Ford reported first-quarter earnings on Thursday, and they were strong.
On a conference call with analysts after the numbers hit, CEO Mark Fields took questions, and at the very end, was asked if Ford is working on its own 200-mile-per-charge electric vehicle to take on the Tesla Model 3 and the Chevy Bolt.
Fields danced around the question a bit in terms of specifics and the timetable, but he didn’t deny that Ford was working on something.
“Absolutely,” he said. “We want to be either among the leaders or in a leadership position.”
However, Ford hasn’t yet made any product announcements on this front. And Fields didn’t go beyond laying out Ford’s vision for an electrified future.
He noted that Ford is investing $4.5 billion in electrifying its vehicle lineup, with the goal of having “40% of out nameplates” be electric around the world.
“We’re developing for that,” he said.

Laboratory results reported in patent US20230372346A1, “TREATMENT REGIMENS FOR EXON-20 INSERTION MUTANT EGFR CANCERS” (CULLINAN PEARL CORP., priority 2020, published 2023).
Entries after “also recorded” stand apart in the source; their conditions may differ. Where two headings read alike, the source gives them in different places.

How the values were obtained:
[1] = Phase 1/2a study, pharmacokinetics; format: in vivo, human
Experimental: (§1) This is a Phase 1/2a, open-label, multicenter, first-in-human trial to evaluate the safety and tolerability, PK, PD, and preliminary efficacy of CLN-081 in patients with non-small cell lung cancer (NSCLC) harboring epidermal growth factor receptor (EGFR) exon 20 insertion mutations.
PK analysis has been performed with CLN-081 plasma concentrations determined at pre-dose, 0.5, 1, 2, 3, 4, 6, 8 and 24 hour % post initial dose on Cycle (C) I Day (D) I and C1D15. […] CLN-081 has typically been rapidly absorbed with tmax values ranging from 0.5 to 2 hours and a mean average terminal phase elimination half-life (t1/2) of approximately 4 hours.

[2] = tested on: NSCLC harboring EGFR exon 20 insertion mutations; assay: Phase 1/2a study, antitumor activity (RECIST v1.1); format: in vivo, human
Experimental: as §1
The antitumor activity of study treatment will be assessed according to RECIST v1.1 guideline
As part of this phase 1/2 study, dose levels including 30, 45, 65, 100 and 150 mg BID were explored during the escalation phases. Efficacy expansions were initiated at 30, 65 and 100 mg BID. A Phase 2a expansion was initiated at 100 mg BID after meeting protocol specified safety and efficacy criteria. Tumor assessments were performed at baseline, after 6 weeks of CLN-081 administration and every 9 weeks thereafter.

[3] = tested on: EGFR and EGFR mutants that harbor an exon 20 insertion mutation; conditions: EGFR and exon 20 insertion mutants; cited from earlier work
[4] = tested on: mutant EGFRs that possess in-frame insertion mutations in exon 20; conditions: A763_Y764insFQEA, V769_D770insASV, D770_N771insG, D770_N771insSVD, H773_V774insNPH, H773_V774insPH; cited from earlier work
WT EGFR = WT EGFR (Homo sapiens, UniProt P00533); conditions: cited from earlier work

So is Ford rushing a Model3/Bolt fighter to market? The answer is a big “probably.”
But even if Ford doesn’t beat either Chevy or Tesla to market, it’s still far from incapable of introducing a 200-mile electric car. It already has a 100-mile vehicle in the Focus EV.
The question is really, “Does Ford want to engineer a 200-mile car from scratch, or expand on an existing vehicle?”
In any case, if GM can do it with Chevy, Ford can do it, too. It’s just a matter of timing.
That might be why Fields was diplomatic on the call. Ford would prefer to let GM absorb the initial risk of jumping into the longer-range EV market — because at the moment, with gas cheap, electric cars aren’t selling well. Sure, the Model 3 has 400,000 pre-orders, but many of those customers may simply want sa Tesla. The electric part is part of the deal. And not all those pre-orders will be converted into sales.
Nevertheless, it’s interesting to observe traditional automakers edging toward bigger bets on EVs, even thought the actual market for them hasn’t yet arrived.
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